Employers rarely engage in a discussion with women about their emotional reactions for fear of being accused of sex discrimination or a general fear of discussing 'women's problems'. However, employers are missing out on an opportunity to ensure productivity is not adversely impacted on and potential problems are not being stored up for the future by acknowledging the existence of the menopause in the first instance.
The TUC has gone so far as to issue a Guide for Employers on how to support women during the menopause. It suggests simple steps which could easily be undertaken by employers if they are prepared to be more open-minded and recognise the benefits from being open about the menopause.
Suggested steps the TUC recommends employers should take include:
Ensuring managers are trained to understand how the menopause can affect women and what adjustments need to be made to support them;
Highlighting it as part of a wider health campaign and encouraging women to feel more comfortable discussing it with their managers;
Being prepared to work more flexibly around menopausal women who may need more breaks during the day, including more frequent toilet breaks
The TUC and the teacher's union NASUWT also suggest ensuring ventilation is good, that electric fans are available, as well as access to cold drinking water.
As with all employees, employers owe menopausal women a duty to look after their health and safety at all times. Employers should consider undertaking a risk assessment to consider the working conditions for menopausal women.
Employers also need to be aware that some menopausal women will suffer from severe symptoms including depression. If the depressive condition meets the requirements under the Equality Act 2010, then the employee could be regarded as disabled. Under the Equality Act 2010, in order to be disabled, an employee must have 'a physical or mental impairment and the impairment has a substantial and long-term adverse effect on his ability to carry out normal day to day activities'.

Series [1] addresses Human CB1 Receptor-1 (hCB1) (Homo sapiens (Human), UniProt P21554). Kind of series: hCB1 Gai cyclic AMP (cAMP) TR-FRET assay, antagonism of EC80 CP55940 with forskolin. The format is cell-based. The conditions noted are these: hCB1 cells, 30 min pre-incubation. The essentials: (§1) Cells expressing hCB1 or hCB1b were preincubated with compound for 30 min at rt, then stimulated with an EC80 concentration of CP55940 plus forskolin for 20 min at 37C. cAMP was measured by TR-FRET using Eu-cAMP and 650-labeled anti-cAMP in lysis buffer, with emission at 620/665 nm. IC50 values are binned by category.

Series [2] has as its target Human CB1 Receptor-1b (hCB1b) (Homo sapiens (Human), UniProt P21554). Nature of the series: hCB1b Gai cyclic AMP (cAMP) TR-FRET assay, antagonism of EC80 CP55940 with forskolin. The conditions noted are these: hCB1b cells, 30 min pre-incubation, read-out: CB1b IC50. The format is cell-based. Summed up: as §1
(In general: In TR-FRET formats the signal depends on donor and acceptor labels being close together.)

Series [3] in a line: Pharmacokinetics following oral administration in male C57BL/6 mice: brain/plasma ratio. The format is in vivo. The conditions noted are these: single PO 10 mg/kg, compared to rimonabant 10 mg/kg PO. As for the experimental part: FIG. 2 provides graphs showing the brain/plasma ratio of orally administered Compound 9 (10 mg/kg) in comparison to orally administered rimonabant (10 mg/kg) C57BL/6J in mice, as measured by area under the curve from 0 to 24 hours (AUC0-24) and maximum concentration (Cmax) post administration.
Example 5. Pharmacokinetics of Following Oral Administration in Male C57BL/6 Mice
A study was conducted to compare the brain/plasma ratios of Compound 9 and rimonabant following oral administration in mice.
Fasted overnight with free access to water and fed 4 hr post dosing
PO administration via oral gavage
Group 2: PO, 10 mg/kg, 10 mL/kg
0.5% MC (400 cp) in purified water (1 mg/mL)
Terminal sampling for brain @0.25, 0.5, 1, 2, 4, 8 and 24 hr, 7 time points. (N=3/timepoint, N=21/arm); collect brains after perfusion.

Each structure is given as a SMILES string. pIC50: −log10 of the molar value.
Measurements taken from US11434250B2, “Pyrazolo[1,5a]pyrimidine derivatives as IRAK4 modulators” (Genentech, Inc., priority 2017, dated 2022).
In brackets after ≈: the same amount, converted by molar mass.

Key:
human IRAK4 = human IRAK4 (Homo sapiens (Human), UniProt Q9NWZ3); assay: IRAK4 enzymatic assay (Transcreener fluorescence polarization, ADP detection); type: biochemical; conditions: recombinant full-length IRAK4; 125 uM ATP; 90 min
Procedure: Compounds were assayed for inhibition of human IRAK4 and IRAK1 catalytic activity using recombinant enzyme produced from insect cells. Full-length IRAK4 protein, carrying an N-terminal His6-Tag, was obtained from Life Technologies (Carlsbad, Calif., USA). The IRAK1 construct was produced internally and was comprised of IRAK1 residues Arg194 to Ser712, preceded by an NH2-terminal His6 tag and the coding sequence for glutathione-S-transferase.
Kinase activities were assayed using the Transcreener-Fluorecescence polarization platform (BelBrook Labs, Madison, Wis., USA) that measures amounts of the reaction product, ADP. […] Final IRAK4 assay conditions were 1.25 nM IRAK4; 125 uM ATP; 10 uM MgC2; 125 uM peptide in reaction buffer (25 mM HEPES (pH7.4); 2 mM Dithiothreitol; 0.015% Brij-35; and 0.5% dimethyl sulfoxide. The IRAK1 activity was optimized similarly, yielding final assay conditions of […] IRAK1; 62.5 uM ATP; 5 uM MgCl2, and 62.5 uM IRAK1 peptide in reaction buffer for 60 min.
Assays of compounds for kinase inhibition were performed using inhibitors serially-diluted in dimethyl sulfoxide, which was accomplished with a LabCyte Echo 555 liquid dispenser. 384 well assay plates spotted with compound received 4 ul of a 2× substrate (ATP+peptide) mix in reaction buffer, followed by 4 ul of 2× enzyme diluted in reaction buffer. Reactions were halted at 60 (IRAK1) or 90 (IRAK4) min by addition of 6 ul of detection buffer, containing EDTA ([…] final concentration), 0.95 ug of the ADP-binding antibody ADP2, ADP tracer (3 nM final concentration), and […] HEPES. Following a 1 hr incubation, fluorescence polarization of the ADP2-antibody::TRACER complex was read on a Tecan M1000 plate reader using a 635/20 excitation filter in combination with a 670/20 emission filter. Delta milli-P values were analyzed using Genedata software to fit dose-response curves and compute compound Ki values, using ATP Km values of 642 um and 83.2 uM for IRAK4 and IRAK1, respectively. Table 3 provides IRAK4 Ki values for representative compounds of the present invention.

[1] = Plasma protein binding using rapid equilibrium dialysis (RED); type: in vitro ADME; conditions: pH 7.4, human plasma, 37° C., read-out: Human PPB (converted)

Certainly, the menopause could result in conditions which meet this definition. To date, though, we are not aware of any specific cases which have left to a finding of unlawful discrimination. Perhaps this could be due to these types of claims being avoided through the use of Settlement Agreements.
If the employee is disabled then the employer has an obligation to make reasonable adjustments which could include working from home, in addition to other reasonable changes the employer can make.
While there is some evidence of the male menopause, the jury is still out on this one. Therefore, it may be possible for a menopausal female to argue they have been subjected to direct or indirect sex discrimination; for example, if inappropriate comments are made about sweat patches or being 'at that age'. Again, there have not been cases, but it could be just a matter of time given the increase in the number of older women remaining in the workplace.
Given the potential here for litigation and contentious situations developing in the future, employers need to increase their awareness of the menopause and train their managers to recognise and manage the impact of the menopause.